We offer Bitterroot River Fly Fishing & Scenic Float Trips near Hamilton, Montana.
Who We Are
Fly Fishing Always is Rick Thomas, Outfitter-Guide, Booking & Reservations. John Foust (now retired) Professional Guide, Elna Foust Booking & Reservations. We also use some of the valley’s best independent guides. At Fly Fishing Always we believe in guides working on their home waters. We live, work and play in and on the Bitterroot. Our guides are independent contractors and work with various outfitters and may not always be available to us. Please book early if you have a specific guide you would like to fish with, and we will do our best to accommodate your wishes.
Our goal is to create the best possible fishing experience for our clients. We cater to the seasoned, as well as the first time angler. We try to match clients with guides for the best possible experience. We are using a wide variety of guides with their own unique personalities, all of whom are skilled boatmen, anglers, and teachers.
The Bitterroot River is a freestone river with its headwaters in the upper end of the Bitterroot Valley, just west of the Continental Divide. The Bitterroot River flows north through the valley and into the Clark Fork of the Columbia River, west of Missoula. Our river is about 98 miles long including the east & west forks. We have many varieties of trout including Rainbow, Brown & West Slope Cutthroat. Our aquatic insects? BUGS BUGS LOTS OF GOOD BUGS
Catch & Release
At Fly Fishing Always we promote and practice Catch & Release and the use of barbless or pinched barb hooks. I believe pinching your barb is more important than ever. With the increase in popularity of fly fishing and the use of larger attractor patterns we are seeing an increasing number of damaged fish. The larger patterns almost always get lodged in the corner of a trout’s mouth. This makes it almost impossible to release a trout on a barbed hook without doing some damage to the trout. Some argue that it is more damaging to the trout to use a barbless hook than a barbed. If you don’t pinch already please try it for a season and judge for yourself. This is a natural fishery and we want to keep it that way.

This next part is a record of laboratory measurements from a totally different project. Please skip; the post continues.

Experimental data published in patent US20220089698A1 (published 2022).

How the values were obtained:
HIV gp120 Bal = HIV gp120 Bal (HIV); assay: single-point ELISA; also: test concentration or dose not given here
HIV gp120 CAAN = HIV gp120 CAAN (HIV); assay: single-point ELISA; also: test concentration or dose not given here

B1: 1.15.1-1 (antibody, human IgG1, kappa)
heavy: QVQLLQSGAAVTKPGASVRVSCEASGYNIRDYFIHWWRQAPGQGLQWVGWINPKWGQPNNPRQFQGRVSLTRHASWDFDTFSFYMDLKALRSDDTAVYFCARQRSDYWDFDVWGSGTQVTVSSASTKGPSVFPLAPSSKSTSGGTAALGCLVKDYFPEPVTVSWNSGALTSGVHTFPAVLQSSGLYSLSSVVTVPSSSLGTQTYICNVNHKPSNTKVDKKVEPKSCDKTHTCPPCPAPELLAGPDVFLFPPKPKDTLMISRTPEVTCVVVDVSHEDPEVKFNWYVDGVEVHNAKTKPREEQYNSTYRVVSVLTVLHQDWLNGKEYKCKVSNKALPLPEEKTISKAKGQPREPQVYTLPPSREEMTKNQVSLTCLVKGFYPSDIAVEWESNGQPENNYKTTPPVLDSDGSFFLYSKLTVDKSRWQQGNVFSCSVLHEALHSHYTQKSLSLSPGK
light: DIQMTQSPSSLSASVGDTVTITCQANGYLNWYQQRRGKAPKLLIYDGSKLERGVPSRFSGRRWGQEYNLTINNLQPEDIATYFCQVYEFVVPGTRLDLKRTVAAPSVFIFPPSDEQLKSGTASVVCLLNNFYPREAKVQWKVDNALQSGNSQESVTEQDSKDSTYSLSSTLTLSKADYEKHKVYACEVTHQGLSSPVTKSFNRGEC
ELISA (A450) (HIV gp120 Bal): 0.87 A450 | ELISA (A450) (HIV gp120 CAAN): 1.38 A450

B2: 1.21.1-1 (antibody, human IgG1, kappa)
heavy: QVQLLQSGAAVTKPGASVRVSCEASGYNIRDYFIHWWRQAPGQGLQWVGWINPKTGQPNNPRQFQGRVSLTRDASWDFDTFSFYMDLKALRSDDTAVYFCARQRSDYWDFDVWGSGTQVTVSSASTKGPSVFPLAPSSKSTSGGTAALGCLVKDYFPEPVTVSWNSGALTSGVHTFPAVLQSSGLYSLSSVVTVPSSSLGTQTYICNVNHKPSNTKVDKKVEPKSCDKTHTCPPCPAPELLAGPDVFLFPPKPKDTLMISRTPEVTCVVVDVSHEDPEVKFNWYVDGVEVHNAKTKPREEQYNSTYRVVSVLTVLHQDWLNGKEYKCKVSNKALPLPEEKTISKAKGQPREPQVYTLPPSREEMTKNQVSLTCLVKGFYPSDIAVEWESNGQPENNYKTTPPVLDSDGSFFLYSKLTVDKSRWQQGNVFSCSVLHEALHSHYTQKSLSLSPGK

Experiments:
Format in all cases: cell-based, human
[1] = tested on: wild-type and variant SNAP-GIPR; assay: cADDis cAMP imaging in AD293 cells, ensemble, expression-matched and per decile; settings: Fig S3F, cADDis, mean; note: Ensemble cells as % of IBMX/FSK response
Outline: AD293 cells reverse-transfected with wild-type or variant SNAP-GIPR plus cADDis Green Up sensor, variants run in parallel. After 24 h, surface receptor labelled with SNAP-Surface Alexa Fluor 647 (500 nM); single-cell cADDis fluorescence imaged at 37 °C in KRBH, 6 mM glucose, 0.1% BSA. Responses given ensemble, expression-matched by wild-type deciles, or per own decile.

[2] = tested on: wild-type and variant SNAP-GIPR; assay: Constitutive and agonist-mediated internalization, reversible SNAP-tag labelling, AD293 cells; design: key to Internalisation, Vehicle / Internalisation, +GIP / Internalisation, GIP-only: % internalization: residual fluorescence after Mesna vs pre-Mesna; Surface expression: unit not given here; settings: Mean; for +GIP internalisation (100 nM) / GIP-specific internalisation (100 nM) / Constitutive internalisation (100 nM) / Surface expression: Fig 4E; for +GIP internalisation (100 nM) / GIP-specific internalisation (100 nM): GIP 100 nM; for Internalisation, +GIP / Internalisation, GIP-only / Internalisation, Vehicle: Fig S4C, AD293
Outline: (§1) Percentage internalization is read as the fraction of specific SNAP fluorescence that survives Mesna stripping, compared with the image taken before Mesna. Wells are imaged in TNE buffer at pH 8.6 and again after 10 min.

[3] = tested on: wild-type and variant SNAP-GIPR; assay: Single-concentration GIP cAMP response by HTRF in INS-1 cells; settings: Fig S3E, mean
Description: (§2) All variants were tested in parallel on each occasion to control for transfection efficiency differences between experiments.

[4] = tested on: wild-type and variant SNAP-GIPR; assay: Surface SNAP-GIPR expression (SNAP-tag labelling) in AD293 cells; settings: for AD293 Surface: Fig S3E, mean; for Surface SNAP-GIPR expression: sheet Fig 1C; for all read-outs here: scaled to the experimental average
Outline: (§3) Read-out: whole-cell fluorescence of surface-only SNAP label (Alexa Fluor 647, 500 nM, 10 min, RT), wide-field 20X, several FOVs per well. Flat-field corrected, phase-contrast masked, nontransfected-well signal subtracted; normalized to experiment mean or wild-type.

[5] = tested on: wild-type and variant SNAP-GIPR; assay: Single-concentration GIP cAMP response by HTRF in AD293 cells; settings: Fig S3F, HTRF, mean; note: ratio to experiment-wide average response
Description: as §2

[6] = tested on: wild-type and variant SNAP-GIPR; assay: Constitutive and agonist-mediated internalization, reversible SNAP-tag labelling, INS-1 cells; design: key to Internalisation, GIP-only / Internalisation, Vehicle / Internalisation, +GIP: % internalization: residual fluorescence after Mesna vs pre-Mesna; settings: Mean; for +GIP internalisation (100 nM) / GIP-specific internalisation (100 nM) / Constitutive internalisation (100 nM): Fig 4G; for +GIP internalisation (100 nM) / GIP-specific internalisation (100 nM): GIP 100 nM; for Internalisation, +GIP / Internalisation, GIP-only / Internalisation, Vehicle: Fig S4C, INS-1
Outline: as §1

There haven’t been any fish stocked or introduced in this river since the late 40’s. Our fish are all stream bred. There are several sections of the river that are designated Catch & Release, and it is mandatory Catch & Release for Bull Trout & Cutthroat Trout. With these special regulations, education, and voluntary Catch & Release, our fishery is holding its own, and improving in some areas.
Always wet hands before handling a fish & try to keep the fish in the water. Do not squeeze the fish as you can easily cause internal injury. If a fish wiggles you can’t hold it without injuring it, LET IT GO. We all like pictures, however when taking them try to compose your shot before you lift the fish. Cradle the fish in the palm of your hands, lift the fish, take your picture and get the fish back in the water. Always hold the fish over the water so if it squirms loose it falls back into the water. When releasing and reviving a fish, keep it in the water, keep one hand back near the tail and the other cradling the belly. Make sure to keep your hands back from the gill plates so the fish can breath. Always point the fish upstream into the current, work the fish back and forth in the current until it catches its breath and then let it swim away. Always try to release the fish in a slower current. A fish that has been handled properly has a greater chance of survival. PLEASE DON’T SQUEEZE THE FISH!
Bitterroot Valley, Hamilton, MT
The Bitterroot Valley is just west of the Continental Divide and about halfway between Yellowstone and Glacier National Parks. The beautiful Bitterroot Valley is 96 miles long and 25 miles wide. We have the rugged peaks of the Bitterroot Rockies on the west side and the rolling Sapphire Mountains on the east. Hamilton is the largest town in the Bitterroot Valley with a population of around 5,000. Missoula has the closest commercial airport about 46 miles north and Hamilton has its own smaller airport with a 3,638 ft. elevation and a 4,200-foot paved runway. Lodging is not a problem in the valley; we have motels, many great Bed & Breakfasts, wonderful lodges, and even an Orvis-endorsed Lodge that is a member of the prestigious Relais & Châteaux, Triple Creek Ranch.